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Overcoming Election Anxiety Disorder

10/29/2008 1:40:20 PM

Tags: Election 2008, election anxiety, Democrats, Barack Obama, John McCain, Sarah Palin, fear, racism, get out the vote, youth vote, black vote, overcoming fear, Larry David, FiveThirtyEight, New Republic, Washington Post, Newsweek, Huffington Post, Associated Press

There’s a steady feed of anxiety buzzing across the airwaves and blogosphere about Barack Obama falling short on Election Day.

First, there’s the infomercial gamble.

Then there’s the incessant stream of bad news about voter suppression. And the potential of a Florida redux.

And where to begin with the polls? Nate Silver’s soothing graphics and heady analysis can’t even stave the fear that the polls are way off. The New Republic and Washington Post have some scary bedtime reading on that front. But what about the impact of Obama’s perceived lead? Will it keep would-be Obama voters at home? Will it convince hard lefters to go Green Party? How anyone in a post-Bush v. Gore world could succumb to such a line seems inconceivable, but my colleagues Julie and Danielle kindled such irrational fears in me yesterday by reporting that Green Party nitwits at Minneapolis’ trendiest co-op are handing out fliers for Cynthia McKinney with the chant, “Obama’s up 14 points.”

As if this glut of fear weren’t enough, some folks are spinning some hypothetical nightmare scenarios with all the care of horror film scriptwriters.

Newseek’s Jonathan Alter was kind enough to spin this Halloween-esque yarn about “Why McCain Won”:

Obama shifted New Mexico, Iowa and Nevada from red to blue. But there was a reason Virginia hadn't gone Democratic since 1964. The transformation of the northern part of the state couldn't overcome a huge McCain margin among whites farther south. They weren't the racists of their parents' generation, but they weren't quite ready to vote for the unthinkable, either.


Obama had wired every college campus in the country, and he enjoyed great enthusiasm among politically engaged young people. But less-engaged students told reporters the day after the election that they had meant to vote for Obama but were "too busy." History held: young people once again voted in lower percentages than their elders. Waiting for them turned out to be like waiting for Godot.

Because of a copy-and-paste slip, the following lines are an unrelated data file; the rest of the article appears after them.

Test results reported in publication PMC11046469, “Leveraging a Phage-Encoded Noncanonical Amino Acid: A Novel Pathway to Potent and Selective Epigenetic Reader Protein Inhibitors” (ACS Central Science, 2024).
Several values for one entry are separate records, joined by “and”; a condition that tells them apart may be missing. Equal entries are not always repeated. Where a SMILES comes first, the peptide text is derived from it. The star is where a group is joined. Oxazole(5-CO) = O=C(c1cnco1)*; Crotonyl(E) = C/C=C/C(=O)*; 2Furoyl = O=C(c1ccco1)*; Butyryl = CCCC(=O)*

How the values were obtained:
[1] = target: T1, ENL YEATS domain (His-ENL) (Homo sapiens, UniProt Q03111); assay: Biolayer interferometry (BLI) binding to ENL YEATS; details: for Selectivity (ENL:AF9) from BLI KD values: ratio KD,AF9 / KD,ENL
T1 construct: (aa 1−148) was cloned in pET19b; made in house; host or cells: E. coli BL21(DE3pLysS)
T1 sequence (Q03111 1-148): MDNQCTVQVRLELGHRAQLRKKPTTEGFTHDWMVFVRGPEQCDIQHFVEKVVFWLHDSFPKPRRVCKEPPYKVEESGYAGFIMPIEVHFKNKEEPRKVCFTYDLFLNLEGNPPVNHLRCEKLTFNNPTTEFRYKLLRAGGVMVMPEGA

And then there’s this personalized bit of horror that’s making the rounds from (I thank my big brother for sending it to me after I rattled on a little too long about recurring nightmares of McCain taking Pennsylvania.)

So what’s a nervous wreck to do, outside of hitting the bottle or the Xanax?

Normally, I wouldn’t turn to Larry David for advice about anxiety, but he does offer one option that, I suspect, many others are taking:

The one concession I’ve made to maintain some form of sanity is that I've taken to censoring my news, just like the old Soviet Union. The citizenry (me) only gets to read and listen to what I deem appropriate for its health and well-being.

Of course, there’s always yoga. The Huffington Post’s Tara Stiles has some election-timed tips in this video.

The Associated Press has a few suggestions as well:

Take care of yourself by getting enough sleep, eating right and exercising. You'll feel better while recognizing those things you can control, says Wilmette, Ill.-based psychologist Nancy Molitor.

Realize that no candidate is as good — or as bad — as you might imagine, Molitor says.

When all else fails, change the subject, says Lisa Miller, associate professor of psychology at Columbia University Teachers College in New York. "Turn to those things which are more eternal and more important, such as nature and family," she says. "It's a great time to go into nature. Go camping."

Unfortunately, these tips seem about as realistically helpful as the fantastical prescriptions the Stranger came up with last month, such as Palium, which “[i]nduces a Valium-like calm with respect to all things Sarah Palin.”

In truth, the best plan is to either tune out until November 5th or white-knuckle it until the results are in (really in).

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